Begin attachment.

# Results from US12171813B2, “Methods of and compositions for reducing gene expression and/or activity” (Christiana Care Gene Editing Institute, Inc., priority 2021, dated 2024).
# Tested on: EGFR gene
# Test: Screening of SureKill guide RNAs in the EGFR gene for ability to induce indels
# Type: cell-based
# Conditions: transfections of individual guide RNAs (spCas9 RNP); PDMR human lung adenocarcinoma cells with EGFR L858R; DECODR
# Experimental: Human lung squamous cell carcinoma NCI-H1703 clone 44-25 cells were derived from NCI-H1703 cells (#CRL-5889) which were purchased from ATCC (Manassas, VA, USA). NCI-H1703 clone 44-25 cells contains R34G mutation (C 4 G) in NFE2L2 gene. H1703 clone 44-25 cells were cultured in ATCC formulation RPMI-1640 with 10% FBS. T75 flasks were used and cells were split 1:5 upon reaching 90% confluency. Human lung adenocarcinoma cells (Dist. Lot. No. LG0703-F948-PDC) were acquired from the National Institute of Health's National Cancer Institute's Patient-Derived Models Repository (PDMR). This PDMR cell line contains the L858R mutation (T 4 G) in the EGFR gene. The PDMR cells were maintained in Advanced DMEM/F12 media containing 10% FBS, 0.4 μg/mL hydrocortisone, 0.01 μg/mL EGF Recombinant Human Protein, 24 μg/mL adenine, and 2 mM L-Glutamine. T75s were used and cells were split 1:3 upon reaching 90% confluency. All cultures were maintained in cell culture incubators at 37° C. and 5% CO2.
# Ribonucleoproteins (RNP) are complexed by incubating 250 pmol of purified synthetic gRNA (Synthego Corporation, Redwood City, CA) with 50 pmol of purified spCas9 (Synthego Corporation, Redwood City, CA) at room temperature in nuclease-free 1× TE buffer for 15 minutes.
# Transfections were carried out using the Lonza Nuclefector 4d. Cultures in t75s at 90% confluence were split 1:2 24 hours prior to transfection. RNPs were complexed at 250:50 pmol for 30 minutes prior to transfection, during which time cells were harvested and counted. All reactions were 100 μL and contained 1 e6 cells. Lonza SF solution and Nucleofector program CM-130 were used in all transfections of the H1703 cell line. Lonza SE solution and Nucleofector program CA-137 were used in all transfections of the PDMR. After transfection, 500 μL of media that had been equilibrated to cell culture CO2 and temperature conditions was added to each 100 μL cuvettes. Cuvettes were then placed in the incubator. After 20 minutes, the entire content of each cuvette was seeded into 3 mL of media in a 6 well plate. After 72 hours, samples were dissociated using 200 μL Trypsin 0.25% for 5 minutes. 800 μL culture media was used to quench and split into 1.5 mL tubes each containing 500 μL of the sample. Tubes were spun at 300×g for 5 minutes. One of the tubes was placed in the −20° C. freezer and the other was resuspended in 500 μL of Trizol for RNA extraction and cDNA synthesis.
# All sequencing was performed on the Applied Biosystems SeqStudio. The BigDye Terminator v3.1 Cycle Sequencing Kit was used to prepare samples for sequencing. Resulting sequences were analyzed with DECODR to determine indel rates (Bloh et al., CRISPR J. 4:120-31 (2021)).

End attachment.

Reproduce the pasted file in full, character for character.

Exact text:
# Results from US12171813B2, “Methods of and compositions for reducing gene expression and/or activity” (Christiana Care Gene Editing Institute, Inc., priority 2021, dated 2024).
# Tested on: EGFR gene
# Test: Screening of SureKill guide RNAs in the EGFR gene for ability to induce indels
# Type: cell-based
# Conditions: transfections of individual guide RNAs (spCas9 RNP); PDMR human lung adenocarcinoma cells with EGFR L858R; DECODR
# Experimental: Human lung squamous cell carcinoma NCI-H1703 clone 44-25 cells were derived from NCI-H1703 cells (#CRL-5889) which were purchased from ATCC (Manassas, VA, USA). NCI-H1703 clone 44-25 cells contains R34G mutation (C 4 G) in NFE2L2 gene. H1703 clone 44-25 cells were cultured in ATCC formulation RPMI-1640 with 10% FBS. T75 flasks were used and cells were split 1:5 upon reaching 90% confluency. Human lung adenocarcinoma cells (Dist. Lot. No. LG0703-F948-PDC) were acquired from the National Institute of Health's National Cancer Institute's Patient-Derived Models Repository (PDMR). This PDMR cell line contains the L858R mutation (T 4 G) in the EGFR gene. The PDMR cells were maintained in Advanced DMEM/F12 media containing 10% FBS, 0.4 μg/mL hydrocortisone, 0.01 μg/mL EGF Recombinant Human Protein, 24 μg/mL adenine, and 2 mM L-Glutamine. T75s were used and cells were split 1:3 upon reaching 90% confluency. All cultures were maintained in cell culture incubators at 37° C. and 5% CO2.
# Ribonucleoproteins (RNP) are complexed by incubating 250 pmol of purified synthetic gRNA (Synthego Corporation, Redwood City, CA) with 50 pmol of purified spCas9 (Synthego Corporation, Redwood City, CA) at room temperature in nuclease-free 1× TE buffer for 15 minutes.
# Transfections were carried out using the Lonza Nuclefector 4d. Cultures in t75s at 90% confluence were split 1:2 24 hours prior to transfection. RNPs were complexed at 250:50 pmol for 30 minutes prior to transfection, during which time cells were harvested and counted. All reactions were 100 μL and contained 1 e6 cells. Lonza SF solution and Nucleofector program CM-130 were used in all transfections of the H1703 cell line. Lonza SE solution and Nucleofector program CA-137 were used in all transfections of the PDMR. After transfection, 500 μL of media that had been equilibrated to cell culture CO2 and temperature conditions was added to each 100 μL cuvettes. Cuvettes were then placed in the incubator. After 20 minutes, the entire content of each cuvette was seeded into 3 mL of media in a 6 well plate. After 72 hours, samples were dissociated using 200 μL Trypsin 0.25% for 5 minutes. 800 μL culture media was used to quench and split into 1.5 mL tubes each containing 500 μL of the sample. Tubes were spun at 300×g for 5 minutes. One of the tubes was placed in the −20° C. freezer and the other was resuspended in 500 μL of Trizol for RNA extraction and cDNA synthesis.
# All sequencing was performed on the Applied Biosystems SeqStudio. The BigDye Terminator v3.1 Cycle Sequencing Kit was used to prepare samples for sequencing. Resulting sequences were analyzed with DECODR to determine indel rates (Bloh et al., CRISPR J. 4:120-31 (2021)).